Service.

I’m not sure whether this is going to be a popular post but I honestly don’t really care. I’m not trying to achieve becoming popular with this blog. Actually I was just recently talking to a friend and she asked me what it was that I wanted to accomplish with my writings. I told her to read my intro post in which I had mentioned I wanted to be in service and that if there was only one person who resonated with my texts then I’d consider myself as successful (if such a category even exists).

So what is service about? Immediately Lucifer comes into my mind and I can almost hear him whisper ‘non serviam’ which seems to be contrary to the idea of service per se. Of course this depends on the definition of service. I don’t want to get scholarly here, there are so many versions of this old story. We could analyze this for ages and there are far more suitable people than me to do that. Let’s just assume for the moment that Lucifer in his serpent form was indeed the one to present Eve with the apple in the Garden. Who did he serve with this act? Although there are some theological debates on the exact nature of the ability which was given to Adam and Eve by eating the apple I’ll stick here to the one which allowed them to differentiate between Good and Evil. Gifting mankind with this capacity and the consequent possibility of development is at least for me an immense kind of service. So Lucifer’s famous outcry ‘non serviam’ might only refer to the God of the Old Testament and his Status Quo which – taken literally – would have meant blissfulness forever for the price of not being able to move on. So ‘non serviam’ means here the refusal to obey authorities which is a pretty chaos magickal approach.

Service is therefore only to be defined from a certain point of view at a given time. As it is an act of rebellion for some it is also an act of kindness and support for others at the same time. Especially in times like these it is essential to have a grasp of who we serve, politically, ethically, emotionally. We serve ourselves in allowing for our personal development. We ideally serve our communities in supporting each other, helping out where help is needed, showing that kindness we’d have wished for years ago in difficult situations. We serve our children in loving and teaching them how to think for themselves and how to develop resilience. We serve our partners in challenging them to grow and to look at some issues in their own lives and pasts. We serve nature in acknowledging and honoring its cycles instead of fighting or exploiting them. We serve our ancestors in trying to include them in our lives no matter how difficult our relationships with them might have been. We serve our teachers in listening to them and finally finding our own ways (thank you A., if you ever read these lines). We serve the invisible worlds in being there, listening and acting where it is needed even if we don’t always understand their goals. We serve the entities we choose to work with (or they choose us for workings) in giving them attention, emotion, offerings, energy. We serve each others as magicians and witches in challenging each other to grow through discussions and practices.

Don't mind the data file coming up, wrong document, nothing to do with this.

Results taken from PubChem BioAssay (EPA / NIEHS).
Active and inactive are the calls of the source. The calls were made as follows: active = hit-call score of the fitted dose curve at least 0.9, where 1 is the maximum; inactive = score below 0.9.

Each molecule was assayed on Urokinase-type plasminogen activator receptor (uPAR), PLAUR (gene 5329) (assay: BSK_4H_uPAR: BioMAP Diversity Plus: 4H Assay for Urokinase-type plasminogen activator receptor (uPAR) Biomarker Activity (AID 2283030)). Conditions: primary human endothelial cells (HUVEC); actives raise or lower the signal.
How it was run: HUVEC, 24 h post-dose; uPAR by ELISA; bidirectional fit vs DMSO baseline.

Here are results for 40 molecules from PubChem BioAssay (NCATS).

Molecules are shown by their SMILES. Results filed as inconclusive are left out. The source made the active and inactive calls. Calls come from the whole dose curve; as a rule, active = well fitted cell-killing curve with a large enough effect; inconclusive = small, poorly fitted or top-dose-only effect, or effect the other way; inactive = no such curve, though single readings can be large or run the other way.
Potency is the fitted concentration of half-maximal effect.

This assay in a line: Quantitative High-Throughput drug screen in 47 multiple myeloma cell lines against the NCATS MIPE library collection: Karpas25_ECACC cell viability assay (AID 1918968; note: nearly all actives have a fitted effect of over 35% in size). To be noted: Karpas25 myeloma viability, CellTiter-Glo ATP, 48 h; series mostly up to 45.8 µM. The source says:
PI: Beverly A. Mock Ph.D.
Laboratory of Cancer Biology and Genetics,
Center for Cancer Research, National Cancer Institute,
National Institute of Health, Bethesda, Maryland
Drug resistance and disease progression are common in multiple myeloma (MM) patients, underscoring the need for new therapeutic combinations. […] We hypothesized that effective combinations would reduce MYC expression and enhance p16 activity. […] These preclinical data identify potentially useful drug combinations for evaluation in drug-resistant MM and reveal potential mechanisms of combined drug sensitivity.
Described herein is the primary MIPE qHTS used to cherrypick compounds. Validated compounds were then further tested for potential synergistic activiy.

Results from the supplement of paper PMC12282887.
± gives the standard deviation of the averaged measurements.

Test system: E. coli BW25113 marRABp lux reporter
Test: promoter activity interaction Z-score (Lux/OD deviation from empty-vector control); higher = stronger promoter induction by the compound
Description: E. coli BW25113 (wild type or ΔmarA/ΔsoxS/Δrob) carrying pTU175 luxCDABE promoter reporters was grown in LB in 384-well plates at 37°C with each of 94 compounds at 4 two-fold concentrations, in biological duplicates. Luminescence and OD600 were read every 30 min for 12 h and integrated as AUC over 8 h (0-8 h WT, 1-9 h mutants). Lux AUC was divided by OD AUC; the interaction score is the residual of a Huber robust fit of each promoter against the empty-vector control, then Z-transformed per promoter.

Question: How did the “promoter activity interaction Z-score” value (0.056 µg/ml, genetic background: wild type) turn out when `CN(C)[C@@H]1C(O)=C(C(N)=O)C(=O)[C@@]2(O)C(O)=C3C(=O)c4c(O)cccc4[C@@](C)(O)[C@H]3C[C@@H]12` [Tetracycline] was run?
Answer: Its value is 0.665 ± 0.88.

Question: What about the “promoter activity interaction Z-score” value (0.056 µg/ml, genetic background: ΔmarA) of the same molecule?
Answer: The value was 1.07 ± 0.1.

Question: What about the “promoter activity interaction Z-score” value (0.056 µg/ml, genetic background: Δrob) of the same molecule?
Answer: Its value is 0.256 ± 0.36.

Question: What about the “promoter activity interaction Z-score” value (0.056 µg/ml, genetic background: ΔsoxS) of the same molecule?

But service is not a one way thing. The very moment you decide to serve someone or something you establish a relationship and it doesn’t matter whether it lasts 3 seconds or 30 years. So what’s the difference between service and a pact? Intent. If I want to reach an agreement with someone or something my intent is focusing on what I want and what I’m willing to trade in for that whereas if I’m in service I just give without the intent to receive. Please don’t get me wrong, boundaries are something essential, in life as well as in magick. But there are situations where you can choose to be in service without expecting anything in return. And you’ll still receive something but maybe not something you want but something you need. The difference might sound subtle but is actually huge. For example, you might want to work more to get a raise but what you actually need is to look after your health. Similarly while you want a functioning relationship you might need a break.

To sum it up, rebellion and service are basically two sides of the same coin. They both establish a relationship one way or the other. Both concepts might sound a bit grandiose but actually an act of rebellion doesn’t have to be big neither does it have to be fierce. Sometimes being rebellious (and in service) means deciding to show a bit of kindness, understanding, caring. It can be smiling at someone on the street who just passes by, feeding stray animals, giving a few coins and hot coffee to someone without a home. Rebellion sometimes means acting against mainstream in being compassionate, offering a helping hand or listening to someone. Similarly being in service might mean accepting the role of the family’s black sheep in order to break up toxic patterns so that the next generation can move on. Sometimes being in service does mean roaring like a lioness.

We’re all facing times of political and environmental upheaval. It’s a survival strategy to be rebellious and the outcry ‘non serviam’ should be shouted out to those who try to manipulate us with their ‘news’, those who exploit nature and people for their infinite greed because being a millionaire is not enough as there are billions to be earned, to those who try to set us against each other in order to justify their political agendas, to those who destroy health care and social systems.

We all are in service of one and rebelling against the other side. Choose wisely, because being neutral is no option in the long run.

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